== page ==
WHAT IS THE “CAP”?
In 2004, the Alberta government passed the Minor Injury Regulation, which capped damages for pain and suffering for certain so-called “minor injuries” caused by a motor vehicle collision.
This cap only applies to injuries caused by a motor vehicle collision.
This cap only applies to damages for pain and suffering. The cap does not apply to claims for loss of income, loss of housekeeping, or future cost of care.
HOW MUCH ARE CAPPED INURIES WORTH?
The value of the cap is adjusted for inflation every year.
WHAT TYPES OF INJURIES ARE CAPPED?
You may have heard that all soft tissue injuries are capped, but this not true.
The cap applies only to “minor” soft tissue injuries.
Minor injuries include:
- strains; and
- whiplash associated disorders.
However, the cap does not apply to soft tissue injuries that result in a serious impairment.
WHAT IS A SERIOUS IMPAIRMENT?
A sprain, strain or whiplash injury is not minor if:
- it is not expected to substantially improve; and
- it significantly interferes with a person’s ability to:
- go to school; or
- carry on their normal daily activities.
The Alberta courts have expanded the definition of “serious impairment” to include chronic sprains, strains, and whiplash injuries that continue to cause pain and require treatment more than 3 months after the collision.
In 2018, the Alberta government changed the Minor Injury Regulation to include most TMJ injuries caused by motor vehicle collisions after May 31, 2018.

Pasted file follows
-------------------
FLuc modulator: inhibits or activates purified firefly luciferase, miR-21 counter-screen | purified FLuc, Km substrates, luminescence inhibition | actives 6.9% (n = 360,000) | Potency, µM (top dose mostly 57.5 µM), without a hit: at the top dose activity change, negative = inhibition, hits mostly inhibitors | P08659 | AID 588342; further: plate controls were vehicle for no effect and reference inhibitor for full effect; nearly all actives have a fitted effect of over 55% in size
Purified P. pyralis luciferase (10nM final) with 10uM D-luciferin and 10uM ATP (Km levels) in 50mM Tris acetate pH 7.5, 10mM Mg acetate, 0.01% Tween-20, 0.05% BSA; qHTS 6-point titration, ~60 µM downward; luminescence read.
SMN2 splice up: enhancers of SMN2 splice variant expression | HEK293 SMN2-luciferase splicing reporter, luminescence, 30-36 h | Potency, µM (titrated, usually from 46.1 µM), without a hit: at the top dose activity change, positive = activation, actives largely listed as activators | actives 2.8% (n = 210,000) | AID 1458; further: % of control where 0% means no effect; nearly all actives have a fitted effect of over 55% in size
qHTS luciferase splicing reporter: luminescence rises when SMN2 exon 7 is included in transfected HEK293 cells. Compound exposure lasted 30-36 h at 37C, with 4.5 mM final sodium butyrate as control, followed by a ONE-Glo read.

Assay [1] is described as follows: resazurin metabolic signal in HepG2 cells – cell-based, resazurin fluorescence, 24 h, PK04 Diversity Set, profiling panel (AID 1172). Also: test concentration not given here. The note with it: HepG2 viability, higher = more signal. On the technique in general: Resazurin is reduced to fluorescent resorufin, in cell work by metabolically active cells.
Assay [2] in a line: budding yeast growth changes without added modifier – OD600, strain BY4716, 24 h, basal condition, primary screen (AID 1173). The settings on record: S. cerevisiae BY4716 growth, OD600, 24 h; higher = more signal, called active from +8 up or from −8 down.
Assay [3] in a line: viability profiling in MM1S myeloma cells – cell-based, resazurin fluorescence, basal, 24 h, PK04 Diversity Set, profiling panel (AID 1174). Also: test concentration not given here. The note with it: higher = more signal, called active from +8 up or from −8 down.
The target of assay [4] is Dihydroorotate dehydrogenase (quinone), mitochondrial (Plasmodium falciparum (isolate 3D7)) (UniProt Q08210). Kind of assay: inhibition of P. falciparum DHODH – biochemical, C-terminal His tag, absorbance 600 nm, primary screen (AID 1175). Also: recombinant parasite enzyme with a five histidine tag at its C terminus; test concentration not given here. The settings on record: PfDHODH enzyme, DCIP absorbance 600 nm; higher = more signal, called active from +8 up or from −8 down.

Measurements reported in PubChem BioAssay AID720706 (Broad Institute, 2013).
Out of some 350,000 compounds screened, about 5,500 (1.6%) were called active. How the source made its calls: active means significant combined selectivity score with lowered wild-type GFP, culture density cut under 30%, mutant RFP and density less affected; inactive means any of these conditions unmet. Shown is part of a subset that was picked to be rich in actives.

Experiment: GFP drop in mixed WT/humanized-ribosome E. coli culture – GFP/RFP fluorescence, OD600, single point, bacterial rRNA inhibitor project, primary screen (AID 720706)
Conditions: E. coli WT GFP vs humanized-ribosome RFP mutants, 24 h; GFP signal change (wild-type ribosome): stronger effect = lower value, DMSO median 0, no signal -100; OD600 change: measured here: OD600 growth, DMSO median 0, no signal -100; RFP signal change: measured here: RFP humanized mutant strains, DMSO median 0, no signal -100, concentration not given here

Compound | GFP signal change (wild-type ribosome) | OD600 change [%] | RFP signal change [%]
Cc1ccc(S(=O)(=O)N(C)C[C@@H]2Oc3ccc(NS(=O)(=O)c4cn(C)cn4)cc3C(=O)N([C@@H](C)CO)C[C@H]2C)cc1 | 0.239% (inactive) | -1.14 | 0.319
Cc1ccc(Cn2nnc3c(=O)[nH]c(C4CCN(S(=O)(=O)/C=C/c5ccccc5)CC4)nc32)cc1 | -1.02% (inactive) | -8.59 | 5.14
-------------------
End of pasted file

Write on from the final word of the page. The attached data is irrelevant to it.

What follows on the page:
TMJ injuries are now capped only if:
- there is no damage to the bone or teeth; or
- there is no damage to or displacement on the articular disc (also known as internal derangement).
However, it is likely that chronic TMJ injuries, which continue to cause pain more than 3 months after the collision, are not minor and therefore are not capped.
Psychological injuries, including anxiety and PTSD, that are caused by the collision and resolve within 3 months of the collision are also capped.
WHAT ABOUT BROKEN BONES?
Broken bones are not considered minor injuries, even if they heal within 3 months of the collision. The value of these injuries is determined using past court decisions.
WHAT TO DO IF THE INSURANCE COMPANY OFFERS YOU THE CAP
At-fault insurance companies often want to settle claims as quickly as possible. They often contact injured persons within weeks or months of the collision. But once you accept a settlement from the insurance company, you cannot sue them or ask for any more money. Even if it turns out that your injuries are worse than they originally seemed.
If you have not hired a personal injury lawyer and the at-fault insurance company calls you wanting to settle, you should consider the following:
- Have your injuries fully healed or are you still in pain and attending treatments?
- Has it been more than 3 months since the collision?
- If you have stopped treating, are you certain that you will not need any more treatment for your injuries?
- Have you returned to work since the collision, and if so, are you pain-free at work?
- You have the right to negotiate a settlement with the at-fault insurance company, whether or not you hire a personal injury lawyer.
- You can ask for time to consider any settlement offer before accepting or rejecting it.
- You have the right to seek legal advice regarding any offer an insurance company makes.
- You have the right to reject an offer and wait and see how bad your injuries are before settling with the insurance company.
IMPORTANT: You only have 2 years from the date of the collision to file a lawsuit against the at-fault driver. You can settle with the driver’s insurance company at any time before the 2-year mark without filing a lawsuit. If you do not file a lawsuit within 2 years of the date of the collision, you will not have any legal right to sue the at-fault driver or claim any money from their insurance company. You can still settle with the insurance company after you file a lawsuit.